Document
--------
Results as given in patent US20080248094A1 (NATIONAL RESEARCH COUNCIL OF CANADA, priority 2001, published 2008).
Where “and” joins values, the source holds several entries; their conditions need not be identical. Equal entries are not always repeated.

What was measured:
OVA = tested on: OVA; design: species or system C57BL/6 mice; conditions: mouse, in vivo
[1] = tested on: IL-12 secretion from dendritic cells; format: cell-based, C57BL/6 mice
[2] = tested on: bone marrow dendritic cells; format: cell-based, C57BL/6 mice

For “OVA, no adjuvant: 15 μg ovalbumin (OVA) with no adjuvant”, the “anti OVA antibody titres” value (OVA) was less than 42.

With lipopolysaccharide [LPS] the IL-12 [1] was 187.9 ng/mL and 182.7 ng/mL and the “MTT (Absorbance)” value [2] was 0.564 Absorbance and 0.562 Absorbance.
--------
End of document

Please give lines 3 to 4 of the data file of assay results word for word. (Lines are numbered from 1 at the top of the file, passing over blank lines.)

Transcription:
What was measured:
OVA = tested on: OVA; design: species or system C57BL/6 mice; conditions: mouse, in vivo